Wednesday, September 18, 2013

Roundtable focuses on climate change in Pike and Wayne County and the Upper Delaware Region

Tuesday, September 17, 2013

Roundtable focuses on climate change

NARROWSBURG, NY — The Upper Delaware Roundtable meeting on October 3, from 1 to 4:30 p.m. at the Tusten Town Hall on Bridge Street, will focus on the impact of climate change on the Upper Delaware region. The centerpiece will be a presentation by Susan Beecher of the Pinchot Institute for Conservation, project leader for a study called "Adapting to a Changing Climate - Risks & Opportunities for the Upper Delaware Region.” The study, which is still ongoing, is a collaboration between the Common Waters Partnership, the Pinchot Institute for Conservation, and the Model Forest Policy Program Climate Solutions University. It aims to detail the probable impacts of climate change on local resources and communities in our region, and to develop strategies that can be used to adapt to them.
There will also be a presentation on the NACL Theatre’s year-long Weather Project, a community arts and science project designed to bring residents, artists, and scientists together around the subject of the weather and climate science; and an update on the Sullivan County Climate Action Plan.
Heather Jacksy of the Sullivan County Planning Department will also give a presentation on the latest developments in the Sullivan County Waterfront Revitalization Program.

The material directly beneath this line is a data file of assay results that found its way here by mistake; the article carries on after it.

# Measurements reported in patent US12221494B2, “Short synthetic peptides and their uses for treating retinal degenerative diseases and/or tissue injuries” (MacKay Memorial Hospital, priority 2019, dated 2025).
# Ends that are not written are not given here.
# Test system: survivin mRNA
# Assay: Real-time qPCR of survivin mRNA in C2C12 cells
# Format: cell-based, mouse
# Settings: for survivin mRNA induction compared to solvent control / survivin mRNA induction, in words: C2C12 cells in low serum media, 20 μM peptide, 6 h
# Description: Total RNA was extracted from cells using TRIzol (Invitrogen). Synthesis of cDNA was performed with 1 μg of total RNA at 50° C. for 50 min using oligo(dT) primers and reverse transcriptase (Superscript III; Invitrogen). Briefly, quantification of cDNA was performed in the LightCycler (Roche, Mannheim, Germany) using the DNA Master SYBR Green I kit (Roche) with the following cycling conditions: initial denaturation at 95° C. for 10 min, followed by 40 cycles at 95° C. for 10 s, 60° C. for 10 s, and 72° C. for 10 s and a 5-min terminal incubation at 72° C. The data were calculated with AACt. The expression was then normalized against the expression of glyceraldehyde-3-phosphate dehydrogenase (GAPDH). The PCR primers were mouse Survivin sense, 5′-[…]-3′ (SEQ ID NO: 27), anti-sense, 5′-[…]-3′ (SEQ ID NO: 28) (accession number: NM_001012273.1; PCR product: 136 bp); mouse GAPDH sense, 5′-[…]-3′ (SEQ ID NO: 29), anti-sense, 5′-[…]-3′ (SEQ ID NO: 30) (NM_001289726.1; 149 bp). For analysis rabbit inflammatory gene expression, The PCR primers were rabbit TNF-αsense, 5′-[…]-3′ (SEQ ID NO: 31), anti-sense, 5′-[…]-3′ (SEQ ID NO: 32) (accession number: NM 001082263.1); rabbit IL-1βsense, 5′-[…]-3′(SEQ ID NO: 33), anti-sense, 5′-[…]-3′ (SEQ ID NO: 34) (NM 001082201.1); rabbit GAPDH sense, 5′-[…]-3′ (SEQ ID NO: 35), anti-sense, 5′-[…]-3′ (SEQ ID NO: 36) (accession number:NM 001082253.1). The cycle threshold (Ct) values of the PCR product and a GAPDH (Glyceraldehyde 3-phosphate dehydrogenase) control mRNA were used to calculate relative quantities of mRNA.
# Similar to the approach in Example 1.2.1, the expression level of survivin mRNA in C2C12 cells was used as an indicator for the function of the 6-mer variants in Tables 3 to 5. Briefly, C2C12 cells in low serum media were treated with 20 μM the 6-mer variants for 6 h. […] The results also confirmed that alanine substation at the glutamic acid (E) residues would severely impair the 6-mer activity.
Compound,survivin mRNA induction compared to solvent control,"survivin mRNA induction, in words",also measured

As always at Roundtable meetings, there will be ample opportunity for participants to join in the conversation with questions and ideas, and to develop action plans related to the presentations, and a lunch. RSVP to
The Roundtable is a bi-monthly networking opportunity of regional stakeholders to enhance the future of the Upper Delaware River Valley through collaboration and communication.

My Thoughts

I think that discussions like this are critical, but we have to make sure that we consider the following:
1. The forested lands in these ares are owned for the most part by private citizens.
2. These lands support local, regional, and national businesses that create jobs that help to maintain the rural character of the region and local govt and municipalities.
3. The area can benefit from carbon and nutrient credits, but rural landowners must be permitted to manage their businesses without stringent environmental regulations and policies that may be designed to benefit the unsustainable downgradient users or tourists.
4. If the rural landowner is going to help to sustain our "unsustainable" urban centers - then the urban centers need to provide financial support for our rural areas,  a portion of the tourism revenue should support are rural landowners, and a potion of any consumptive water fees should be reinvested in these rural areas to protect private wells and the groundwater quality for the region.

Just my thoughts

Brian Oram, PG

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